It was 1995 when 20-year-old Bonnie picked up a child sponsorship packet from a table at church. She looked down at the photo of a girl in Uganda who was waiting for a sponsor. It would be 26 years before Bonnie realized the magnitude of her decision to become part of Norah’s amazing story by sponsoring her that day.Continue Reading ›
If you haven’t written to your sponsored child for a while — or ever — you’re not alone. So don’t feel guilty. Read their letter and be reminded of the difference you’re making in their life; then write a few lines in return before life gets in the way. You’ll go from guilt to gratitude in minutes.Continue Reading ›
Stacey opens a box and places a stack of papers, photos and cards on the dining room table of her home in a Washington, D.C., suburb.
“This,” she says with a laugh, “this is Angie!” It’s a silly birthday card with a handwritten note. Next, Stacey holds up a newspaper with the headline, “Pentagon Attack Claims Local Woman.” Angie’s obituary is clipped to the side.
For the best letter writing tips, go straight to the experts: sponsors! Recently we put out a call on our Facebook page asking for the best advice about writing to children in Compassion’s program. From practical to unique, their letter writing tips will inspire you to send a note the child you sponsor — and remind you that your words of encouragement make a world of difference!
Writing a letter is inconvenient. But that’s what makes it so beautiful. Inconveniencing yourself can be a gift to the child you sponsor. And it can also be a gift to you.
For an unsuspecting family in Colombia celebrating a wedding rehearsal dinner, a single word was powerful enough to bring every member to tears: “Sorpresa!”
Wondering what the surprise could be, the family turned to see the last person they could have expected: the Compassion sponsor of the groom, Mateo. For eight months, sponsor Kristen had been regretfully telling Mateo and his family that she wouldn’t be able to make a trip to Colombia for his wedding. But what they didn’t know was that she was determined to be there — and Compassion staff were helping to make it a surprise.
The world that 6-year-old Sophia sees around her is one of poverty and limitations. But Compassion’s photojournalist in Brazil, Sara Navarro, is among the caring adults who inspire her to dream without limits. Here’s Sara’s story of the day she visited Sophia.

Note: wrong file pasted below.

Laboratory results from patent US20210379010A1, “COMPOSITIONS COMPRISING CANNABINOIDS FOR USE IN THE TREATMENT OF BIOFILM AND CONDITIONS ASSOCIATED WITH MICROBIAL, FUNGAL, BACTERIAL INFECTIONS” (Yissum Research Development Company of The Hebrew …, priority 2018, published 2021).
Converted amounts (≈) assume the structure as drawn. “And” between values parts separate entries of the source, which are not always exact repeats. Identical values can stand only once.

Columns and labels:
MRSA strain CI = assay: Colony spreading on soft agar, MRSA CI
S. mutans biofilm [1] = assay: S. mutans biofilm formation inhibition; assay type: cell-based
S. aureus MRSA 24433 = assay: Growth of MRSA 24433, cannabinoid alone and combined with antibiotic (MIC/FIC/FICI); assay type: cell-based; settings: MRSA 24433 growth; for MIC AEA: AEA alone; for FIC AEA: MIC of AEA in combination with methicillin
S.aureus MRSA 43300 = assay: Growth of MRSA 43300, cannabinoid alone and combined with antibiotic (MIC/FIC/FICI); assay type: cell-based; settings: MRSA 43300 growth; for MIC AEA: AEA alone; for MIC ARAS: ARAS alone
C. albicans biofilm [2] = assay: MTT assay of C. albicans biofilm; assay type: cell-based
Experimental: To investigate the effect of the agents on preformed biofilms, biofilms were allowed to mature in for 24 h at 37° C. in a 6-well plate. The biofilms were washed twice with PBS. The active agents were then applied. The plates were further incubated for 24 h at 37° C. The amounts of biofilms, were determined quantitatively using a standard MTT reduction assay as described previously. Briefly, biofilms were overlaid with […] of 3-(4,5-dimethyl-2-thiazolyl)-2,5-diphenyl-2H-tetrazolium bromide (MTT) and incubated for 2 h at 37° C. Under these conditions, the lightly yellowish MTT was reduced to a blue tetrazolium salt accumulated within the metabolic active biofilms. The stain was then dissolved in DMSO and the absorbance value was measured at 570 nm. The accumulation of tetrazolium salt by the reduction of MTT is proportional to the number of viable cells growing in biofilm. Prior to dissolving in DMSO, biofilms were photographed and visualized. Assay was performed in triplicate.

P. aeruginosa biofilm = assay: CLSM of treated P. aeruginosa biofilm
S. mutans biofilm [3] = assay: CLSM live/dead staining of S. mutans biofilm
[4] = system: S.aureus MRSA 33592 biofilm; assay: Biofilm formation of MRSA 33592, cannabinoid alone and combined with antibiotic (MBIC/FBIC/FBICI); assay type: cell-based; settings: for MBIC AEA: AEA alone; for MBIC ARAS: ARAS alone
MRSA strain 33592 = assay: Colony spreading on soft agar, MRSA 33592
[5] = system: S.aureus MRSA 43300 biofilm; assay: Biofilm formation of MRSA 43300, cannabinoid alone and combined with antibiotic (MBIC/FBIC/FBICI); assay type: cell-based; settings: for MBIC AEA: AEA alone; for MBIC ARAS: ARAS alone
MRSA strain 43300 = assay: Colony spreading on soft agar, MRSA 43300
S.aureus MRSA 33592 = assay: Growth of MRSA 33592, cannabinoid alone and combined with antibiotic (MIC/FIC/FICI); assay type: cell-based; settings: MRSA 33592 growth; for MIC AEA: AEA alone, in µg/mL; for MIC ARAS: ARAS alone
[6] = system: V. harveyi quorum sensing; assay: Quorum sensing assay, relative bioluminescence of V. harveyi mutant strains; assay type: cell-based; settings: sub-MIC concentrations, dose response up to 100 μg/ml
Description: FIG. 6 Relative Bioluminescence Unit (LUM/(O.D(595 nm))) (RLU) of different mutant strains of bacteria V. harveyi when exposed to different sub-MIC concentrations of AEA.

Have you ever had one of those awesome, world-colliding moments when people from two different parts of your life meet? Like bringing a significant other home to meet your family for the first time. Or introducing your friends from church to your friends from work at your birthday party. These experiences only come around every now and then. And I love them.
OK, so I need to make a confession … I’m not as good as I should be at writing letters to my sponsored child. And I make all sorts of reasonable excuses for it, too:
“My life is already so busy with my work and kids that it’s hard to find the time.” “I feel like I just wrote a letter a couple months ago.” (It was 10 months ago.) “I need to wait until I have more to say.” “My letters don’t really matter anyway.”
To answer some of sponsors’ common questions about exchanging letters, we asked sponsored teenagers in Ethiopia and Colombia what they like most about their sponsors’ letters — and what they’d love more of.
Recently I went to a public speaking workshop. I never thought of myself as a public speaker before I had to give a three-minute talk on the topic of my choice to complete strangers. I wrestled with preparing my talk for nine months! But my mentor shared three tips that helped me — and I realized that these same tips could also be applied in letters to the child I sponsor.
When I felt the Holy Spirit’s promptings to sponsor a child through Compassion almost two years ago, something held me back. It wasn’t timing, finances or a need to do more research. It was a fear that I wouldn’t know how to interact well with a child, let alone a child halfway across the world. Although I was eager to exchange words of love and encouragement with someone living in poverty, I’d never closely related with children before.